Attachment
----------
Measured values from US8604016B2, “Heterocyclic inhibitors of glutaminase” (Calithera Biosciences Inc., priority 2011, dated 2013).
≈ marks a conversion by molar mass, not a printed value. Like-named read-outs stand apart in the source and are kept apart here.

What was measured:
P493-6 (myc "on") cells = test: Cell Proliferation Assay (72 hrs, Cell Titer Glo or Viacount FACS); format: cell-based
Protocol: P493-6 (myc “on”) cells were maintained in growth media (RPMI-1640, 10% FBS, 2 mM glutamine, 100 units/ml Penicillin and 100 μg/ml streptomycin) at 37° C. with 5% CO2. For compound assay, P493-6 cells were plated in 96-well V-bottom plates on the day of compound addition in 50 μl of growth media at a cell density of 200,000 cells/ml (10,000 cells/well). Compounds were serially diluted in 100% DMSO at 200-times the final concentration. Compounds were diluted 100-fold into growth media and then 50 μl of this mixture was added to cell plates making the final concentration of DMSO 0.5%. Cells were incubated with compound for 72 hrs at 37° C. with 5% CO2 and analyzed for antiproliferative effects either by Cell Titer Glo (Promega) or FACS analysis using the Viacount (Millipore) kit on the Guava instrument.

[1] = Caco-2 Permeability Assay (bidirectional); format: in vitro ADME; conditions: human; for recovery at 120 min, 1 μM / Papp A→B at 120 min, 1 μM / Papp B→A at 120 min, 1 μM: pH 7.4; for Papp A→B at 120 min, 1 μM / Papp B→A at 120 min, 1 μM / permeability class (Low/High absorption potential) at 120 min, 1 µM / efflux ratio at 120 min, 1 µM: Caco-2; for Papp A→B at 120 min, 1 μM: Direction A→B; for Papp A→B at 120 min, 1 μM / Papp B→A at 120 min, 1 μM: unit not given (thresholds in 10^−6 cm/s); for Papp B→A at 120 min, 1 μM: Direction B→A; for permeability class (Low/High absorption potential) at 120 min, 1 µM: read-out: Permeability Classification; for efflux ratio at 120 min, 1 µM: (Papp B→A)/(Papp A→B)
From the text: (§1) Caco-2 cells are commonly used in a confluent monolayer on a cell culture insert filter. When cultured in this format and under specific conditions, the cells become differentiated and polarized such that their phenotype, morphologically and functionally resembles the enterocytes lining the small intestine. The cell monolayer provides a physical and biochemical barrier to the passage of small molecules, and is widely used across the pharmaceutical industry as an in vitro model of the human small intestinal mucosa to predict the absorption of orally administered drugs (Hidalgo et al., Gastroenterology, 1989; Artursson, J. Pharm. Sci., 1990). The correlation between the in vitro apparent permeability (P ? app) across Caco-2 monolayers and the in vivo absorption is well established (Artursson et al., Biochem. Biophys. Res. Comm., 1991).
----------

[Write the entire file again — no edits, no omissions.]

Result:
Measured values from US8604016B2, “Heterocyclic inhibitors of glutaminase” (Calithera Biosciences Inc., priority 2011, dated 2013).
≈ marks a conversion by molar mass, not a printed value. Like-named read-outs stand apart in the source and are kept apart here.

What was measured:
P493-6 (myc "on") cells = test: Cell Proliferation Assay (72 hrs, Cell Titer Glo or Viacount FACS); format: cell-based
Protocol: P493-6 (myc “on”) cells were maintained in growth media (RPMI-1640, 10% FBS, 2 mM glutamine, 100 units/ml Penicillin and 100 μg/ml streptomycin) at 37° C. with 5% CO2. For compound assay, P493-6 cells were plated in 96-well V-bottom plates on the day of compound addition in 50 μl of growth media at a cell density of 200,000 cells/ml (10,000 cells/well). Compounds were serially diluted in 100% DMSO at 200-times the final concentration. Compounds were diluted 100-fold into growth media and then 50 μl of this mixture was added to cell plates making the final concentration of DMSO 0.5%. Cells were incubated with compound for 72 hrs at 37° C. with 5% CO2 and analyzed for antiproliferative effects either by Cell Titer Glo (Promega) or FACS analysis using the Viacount (Millipore) kit on the Guava instrument.

[1] = Caco-2 Permeability Assay (bidirectional); format: in vitro ADME; conditions: human; for recovery at 120 min, 1 μM / Papp A→B at 120 min, 1 μM / Papp B→A at 120 min, 1 μM: pH 7.4; for Papp A→B at 120 min, 1 μM / Papp B→A at 120 min, 1 μM / permeability class (Low/High absorption potential) at 120 min, 1 µM / efflux ratio at 120 min, 1 µM: Caco-2; for Papp A→B at 120 min, 1 μM: Direction A→B; for Papp A→B at 120 min, 1 μM / Papp B→A at 120 min, 1 μM: unit not given (thresholds in 10^−6 cm/s); for Papp B→A at 120 min, 1 μM: Direction B→A; for permeability class (Low/High absorption potential) at 120 min, 1 µM: read-out: Permeability Classification; for efflux ratio at 120 min, 1 µM: (Papp B→A)/(Papp A→B)
From the text: (§1) Caco-2 cells are commonly used in a confluent monolayer on a cell culture insert filter. When cultured in this format and under specific conditions, the cells become differentiated and polarized such that their phenotype, morphologically and functionally resembles the enterocytes lining the small intestine. The cell monolayer provides a physical and biochemical barrier to the passage of small molecules, and is widely used across the pharmaceutical industry as an in vitro model of the human small intestinal mucosa to predict the absorption of orally administered drugs (Hidalgo et al., Gastroenterology, 1989; Artursson, J. Pharm. Sci., 1990). The correlation between the in vitro apparent permeability (P ? app) across Caco-2 monolayers and the in vivo absorption is well established (Artursson et al., Biochem. Biophys. Res. Comm., 1991).